RFA wants increase in fuel levy to meet N$4.3bn funding gap

The Road Fund Administration (RFA) has called for an increase in the fuel levy charged on every litre of fuel sold in the country to meet a N$4.3 billion funding gap for road rehabilitation, upgrades, and maintenance.

RFA Chief Executive Officer Ali Ipinge said the current levy at N$1.48 on every litre of fuel was proving insufficient to meet its funding needs and had lagged behind that charged by regional peers.

“Historically over the years, annual road user charges (RUCs) adjustments have not kept pace with inflation, SADC peers, the growth of the road network, and subsequent urbanization of towns. In comparison to other SADC countries, the current fuel levy rate of N$1.48 remains insufficient,” he said during the groundbreaking ceremony for the Peter Nanyemba Road upgrade on Friday.

“When refueling, road users contribute approximately N$1.48 cents. The question then is whether this amount is sufficient or high, and the answer is that we have fallen behind SADC countries in terms of the fuel levy that accrues to the road fund for road infrastructure."

This comes after the RFA pocketed N$1.3 billion in revenue from fuel levies in the previous fiscal year, resulting in an 11% increase in revenue to N$2.4 billion.

"About 55% (N$1.3 billion out of N$2.42 billion) of our revenue is made up of the fuel levy income. However, in order to realize optimal funding (from current RATE 60% to 70%), N$4.3 billion is needed to address the backlog needs of road rehabilitation, upgrades, and maintenance of both the national road network as well as urban roads and streets,” said Ipinge.

He further attributed Namibian road deterioration to the challenging and constrained operational environment that leads to underfunding.

He said over the years, the fund has doubled its funding to local authorities to N$216 million for road upgrades.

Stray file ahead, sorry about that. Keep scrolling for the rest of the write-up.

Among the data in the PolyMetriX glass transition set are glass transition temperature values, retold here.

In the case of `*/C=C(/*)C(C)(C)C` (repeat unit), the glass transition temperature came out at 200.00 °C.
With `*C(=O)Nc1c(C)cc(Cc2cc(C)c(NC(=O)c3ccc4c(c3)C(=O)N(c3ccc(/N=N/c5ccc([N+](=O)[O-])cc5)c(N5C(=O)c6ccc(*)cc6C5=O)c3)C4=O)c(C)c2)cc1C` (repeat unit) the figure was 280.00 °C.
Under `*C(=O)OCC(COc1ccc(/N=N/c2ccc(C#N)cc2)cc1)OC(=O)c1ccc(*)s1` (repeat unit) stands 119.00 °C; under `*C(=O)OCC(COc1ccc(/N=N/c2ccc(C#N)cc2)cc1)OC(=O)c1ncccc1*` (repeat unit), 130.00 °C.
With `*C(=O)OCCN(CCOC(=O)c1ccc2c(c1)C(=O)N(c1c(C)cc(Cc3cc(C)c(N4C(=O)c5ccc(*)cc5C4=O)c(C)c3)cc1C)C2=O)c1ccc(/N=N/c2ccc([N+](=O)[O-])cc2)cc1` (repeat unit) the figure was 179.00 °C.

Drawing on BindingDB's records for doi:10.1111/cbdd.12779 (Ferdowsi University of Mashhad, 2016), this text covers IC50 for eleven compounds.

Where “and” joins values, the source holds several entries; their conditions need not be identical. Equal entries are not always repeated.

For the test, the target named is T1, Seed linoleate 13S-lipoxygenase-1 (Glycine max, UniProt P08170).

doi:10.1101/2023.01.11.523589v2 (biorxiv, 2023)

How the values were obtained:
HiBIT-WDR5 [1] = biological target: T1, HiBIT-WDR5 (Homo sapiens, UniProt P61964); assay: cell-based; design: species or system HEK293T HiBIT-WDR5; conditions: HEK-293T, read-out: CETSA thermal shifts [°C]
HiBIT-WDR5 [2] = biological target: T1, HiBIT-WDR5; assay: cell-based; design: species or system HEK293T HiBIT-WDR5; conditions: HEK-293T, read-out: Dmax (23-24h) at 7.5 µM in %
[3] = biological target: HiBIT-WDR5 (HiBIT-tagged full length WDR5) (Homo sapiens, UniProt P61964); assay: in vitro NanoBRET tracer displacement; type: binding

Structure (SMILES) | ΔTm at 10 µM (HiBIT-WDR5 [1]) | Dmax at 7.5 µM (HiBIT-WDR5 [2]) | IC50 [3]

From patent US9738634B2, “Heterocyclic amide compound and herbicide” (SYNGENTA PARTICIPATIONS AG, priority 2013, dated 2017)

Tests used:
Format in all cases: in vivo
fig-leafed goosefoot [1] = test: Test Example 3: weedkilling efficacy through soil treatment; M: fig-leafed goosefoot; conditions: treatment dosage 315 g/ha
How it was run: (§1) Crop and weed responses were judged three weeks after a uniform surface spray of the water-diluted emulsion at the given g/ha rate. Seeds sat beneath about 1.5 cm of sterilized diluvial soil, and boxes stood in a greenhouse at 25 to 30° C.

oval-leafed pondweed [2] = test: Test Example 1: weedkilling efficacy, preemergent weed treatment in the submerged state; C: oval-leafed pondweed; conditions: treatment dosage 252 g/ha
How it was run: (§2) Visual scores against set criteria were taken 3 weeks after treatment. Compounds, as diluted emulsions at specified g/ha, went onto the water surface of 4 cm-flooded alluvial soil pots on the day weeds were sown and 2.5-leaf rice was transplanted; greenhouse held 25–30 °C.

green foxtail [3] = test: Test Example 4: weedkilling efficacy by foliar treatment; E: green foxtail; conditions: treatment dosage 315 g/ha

"Over the past 2.5 years, the funding allocations to the LAs have more than doubled from N$104 to N$216 million. Such a big increase demonstrates RFA's commitment to the betterment and improvement of urban roads, having endured years of neglect," the RFA CEO said.

Fuel dealers in Namibia are currently charged a levy of 90c/litre on fuel, a Road Fund Administration levy of N$1.48/litre, a Motor Vehicle Accident Fund levy of 47c/litre, and a National Energy Fund levy of 98c/litre, a position which is blamed for driving up the pump price for motorists.

The fund is also targeting to raise over N$700 million from road tolling after having identified 23 road sections for the establishment of toll gates.

The Road Fund Administration (RFA) says it has invested more than N$30 billion in road infrastructure in the country, leading Namibia to be ranked number one in Africa and 21 in the world in terms of the quality of road infrastructure.

According to the fund, Namibia’s road network of approximately 49,000km is valued at N$101 billion, of which about 83% is unpaved.



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Last modified on Monday, 24 April 2023 19:53

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